Has PeopleSoft Found a White Knight in IBM?

By Tom Steinert-Threlkeld  |  Posted 2004-09-21 Email Print this article Print
 
 
 
 
 
 
 

PeopleSoft CEO Craig Conway said at the company's annual user conference that there were "no ulterior motives" behind the announcement that his company and IBM were forming a $1 billion alliance. What, asks Baseline's Tom Steinert-Threl

SAN FRANCISCO—PeopleSoft president and chief executive Craig Conway said here at the company's annual user conference, PeopleSoft Connect, that there were "no ulterior motives" behind the announcement that his company and IBM were investing $1 billion over five years in creating what he called "the most significant enterprise applications alliance in the history" of the two companies.

What could one of those "ulterior motives" be, if any existed?

How about this: IBM emerges as the preferred acquirer, a "white knight" in takeover parlance, if Oracle's hostile effort to buy PeopleSoft appears imminent.

For the record, PeopleSoft said it would infuse IBM's middleware and development tools with its portfolio of applications, which covers almost all facets of corporate life, from manufacturing to managing payroll to keeping track of human resources. Conway said PeopleSoft would give its customers IBM's WebSphere products for free when they buy PeopleSoft applications.

IBM's middleware allows those applications to work with computer code from almost any other source, as corporations pursue what IBM Software Group senior vice president Steve Mills calls "composable processes" that easily link their businesses with partners and customers online.

But the announcement, coming two weeks after a federal judge opened the door for Oracle to keep pursuing its $7.7 billion unsolicited takeover bid for PeopleSoft, amounted to an introduction of a possible white knight—a friendly buyer that is asked to come into a takeover fight and rescue a targeted company when a hostile buyout appears otherwise inevitable.

IBM easily has the wherewithal to step in and outbid Oracle, if it so chooses. Last year, the company recorded $7.6 billion in net income on $89.1 billion of sales. That compares to $2.7 billion of net income for Oracle on revenue of $10.2 billion.

Even the IBM Software Group that Mills heads is a larger supplier of software than Oracle. Its annual revenue is approximately $15 billion, he said, and it has 50,000 employees.

Hundreds of those employees will wind up housed at PeopleSoft's headquarters in Pleasanton, Calif., as part of the alliance announced Tuesday, according to Mills. Conway called the terms of the agreement with IBM "extremely deep." Mills declined repeatedly to comment on whether IBM would consider acting as a white knight if Oracle were poised to acquire PeopleSoft. Conway, when asked directly by a Cnet news reporter at a press conference in San Francisco if IBM would be a more attractive acquirer, kept his lips pointedly closed.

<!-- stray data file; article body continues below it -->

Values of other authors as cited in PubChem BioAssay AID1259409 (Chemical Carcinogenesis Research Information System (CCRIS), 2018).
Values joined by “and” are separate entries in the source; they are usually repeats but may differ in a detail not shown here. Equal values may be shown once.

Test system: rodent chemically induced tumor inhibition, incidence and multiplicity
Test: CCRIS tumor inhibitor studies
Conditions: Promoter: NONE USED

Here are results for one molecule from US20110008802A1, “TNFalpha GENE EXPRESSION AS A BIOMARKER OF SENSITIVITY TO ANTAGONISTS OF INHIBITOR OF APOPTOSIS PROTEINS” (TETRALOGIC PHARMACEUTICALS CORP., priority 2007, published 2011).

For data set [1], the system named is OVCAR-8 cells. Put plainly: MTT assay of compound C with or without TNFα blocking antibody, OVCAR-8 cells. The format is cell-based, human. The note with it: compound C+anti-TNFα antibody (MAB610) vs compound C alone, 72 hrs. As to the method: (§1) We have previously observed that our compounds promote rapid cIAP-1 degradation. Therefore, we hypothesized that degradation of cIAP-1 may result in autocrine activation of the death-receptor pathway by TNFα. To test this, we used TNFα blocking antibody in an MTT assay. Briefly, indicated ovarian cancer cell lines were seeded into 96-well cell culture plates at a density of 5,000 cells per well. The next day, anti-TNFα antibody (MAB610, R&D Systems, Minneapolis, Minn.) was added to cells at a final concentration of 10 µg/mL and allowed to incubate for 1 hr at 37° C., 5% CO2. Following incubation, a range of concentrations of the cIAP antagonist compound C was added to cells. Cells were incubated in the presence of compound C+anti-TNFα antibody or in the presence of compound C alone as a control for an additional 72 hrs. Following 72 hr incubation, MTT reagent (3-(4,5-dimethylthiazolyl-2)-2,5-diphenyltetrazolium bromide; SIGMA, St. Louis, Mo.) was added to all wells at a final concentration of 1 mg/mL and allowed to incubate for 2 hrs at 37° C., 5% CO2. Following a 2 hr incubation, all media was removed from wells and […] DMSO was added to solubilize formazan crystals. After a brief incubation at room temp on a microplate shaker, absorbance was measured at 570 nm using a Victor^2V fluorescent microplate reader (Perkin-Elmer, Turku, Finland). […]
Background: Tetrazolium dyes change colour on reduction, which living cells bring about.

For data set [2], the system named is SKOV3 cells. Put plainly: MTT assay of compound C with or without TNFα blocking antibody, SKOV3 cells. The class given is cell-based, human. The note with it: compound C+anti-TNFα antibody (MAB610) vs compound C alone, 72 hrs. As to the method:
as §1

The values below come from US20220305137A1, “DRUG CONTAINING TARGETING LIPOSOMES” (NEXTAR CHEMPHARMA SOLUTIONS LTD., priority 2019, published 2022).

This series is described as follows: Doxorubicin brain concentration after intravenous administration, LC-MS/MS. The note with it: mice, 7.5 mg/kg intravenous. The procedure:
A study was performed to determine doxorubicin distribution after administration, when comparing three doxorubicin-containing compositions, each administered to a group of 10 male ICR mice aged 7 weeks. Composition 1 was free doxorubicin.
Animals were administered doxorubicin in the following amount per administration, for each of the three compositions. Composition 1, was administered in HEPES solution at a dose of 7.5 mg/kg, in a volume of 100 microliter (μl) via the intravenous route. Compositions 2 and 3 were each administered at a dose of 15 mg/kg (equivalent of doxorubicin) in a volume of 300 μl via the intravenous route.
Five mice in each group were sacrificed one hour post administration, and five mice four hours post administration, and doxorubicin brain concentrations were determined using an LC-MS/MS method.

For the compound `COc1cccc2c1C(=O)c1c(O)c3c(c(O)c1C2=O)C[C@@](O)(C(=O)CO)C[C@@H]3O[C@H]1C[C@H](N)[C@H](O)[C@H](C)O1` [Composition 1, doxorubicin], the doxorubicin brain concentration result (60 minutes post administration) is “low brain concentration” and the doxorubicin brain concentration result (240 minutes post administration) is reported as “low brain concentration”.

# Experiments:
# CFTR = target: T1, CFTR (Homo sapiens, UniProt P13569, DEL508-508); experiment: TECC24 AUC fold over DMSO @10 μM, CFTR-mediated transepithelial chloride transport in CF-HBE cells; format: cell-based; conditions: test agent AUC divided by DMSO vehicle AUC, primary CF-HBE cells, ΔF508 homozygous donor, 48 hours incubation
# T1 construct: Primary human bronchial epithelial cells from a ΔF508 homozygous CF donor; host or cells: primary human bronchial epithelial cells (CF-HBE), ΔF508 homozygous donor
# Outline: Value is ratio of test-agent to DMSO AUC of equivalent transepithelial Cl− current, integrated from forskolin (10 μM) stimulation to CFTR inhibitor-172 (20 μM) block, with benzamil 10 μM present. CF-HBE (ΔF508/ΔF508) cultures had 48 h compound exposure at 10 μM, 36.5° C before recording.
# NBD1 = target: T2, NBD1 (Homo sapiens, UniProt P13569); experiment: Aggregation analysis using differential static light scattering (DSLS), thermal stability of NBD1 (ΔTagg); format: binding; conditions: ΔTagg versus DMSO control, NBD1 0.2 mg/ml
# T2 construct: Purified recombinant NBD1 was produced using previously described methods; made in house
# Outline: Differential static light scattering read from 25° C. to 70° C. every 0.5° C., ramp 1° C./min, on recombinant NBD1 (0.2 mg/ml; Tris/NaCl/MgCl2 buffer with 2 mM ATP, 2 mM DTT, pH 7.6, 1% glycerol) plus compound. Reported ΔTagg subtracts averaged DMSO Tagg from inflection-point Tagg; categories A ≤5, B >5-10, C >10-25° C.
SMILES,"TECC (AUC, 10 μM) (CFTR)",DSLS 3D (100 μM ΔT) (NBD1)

PeopleSoft chief financial officer Kevin Parker said the idea of IBM and PeopleSoft merging was "not part of our conversation today."

But recall this: SAP earlier this year—in May at SAP's own user conference, Sapphire, in New Orleans—faced the same conundrum of how to discuss the extension of an existing alliance with Microsoft. Shai Agassi, a member of SAP's executive board, would not deny at the time—but would also not confirm—that SAP and Microsoft officers had met to discuss a possible merger.

By the first week of June, the existence of the talks was revealed by Microsoft. The impetus: Oracle making its case in court that its deal with PeopleSoft would not be anticompetitive. Microsoft made its disclosure before Oracle did it for the operating-system giant. Don't be surprised by a repeat performance here. Oracle still must convince the European Commission that a takeover of PeopleSoft won't be anticompetitive. And it must convince a California court that its aggressive interest in PeopleSoft has not been damaging to its business.

PeopleSoft executives, officers and directors would not be serving their shareholders well if they failed to discuss all possible alternatives to an Oracle takeover. And do so directly with the officers of a potential white knight such as IBM.

Oracle could be in a predicament this time in forcing such a disclosure. It might have to argue to a court that an IBM takeover of PeopleSoft would be anticompetitive.

Based on the facts, though, IBM taking over PeopleSoft could make for a more competitive database market. On its Web site, Oracle promotes market statistics from International Data Corp. that show its database systems in 2003 captured 39.8 percent of the market. No. 2? IBM, at 31.3 percent.

But that line of argument is not likely to be adopted by Oracle, as long as it still has a shot at buying PeopleSoft.



 
 
 
 
Editor-in-Chief
tst@ziffdavisenterprise.com
Tom was editor-in-chief of Interactive Week, from 1995 to 2000, leading a team that created the Internet industry's first newspaper and won numerous awards for the publication. He also has been an award-winning technology journalist for the Dallas Morning News and Fort Worth Star-Telegram. He is a graduate of the Harvard Business School and the University of Missouri School of Journalism.
 
 
 
 
 
 

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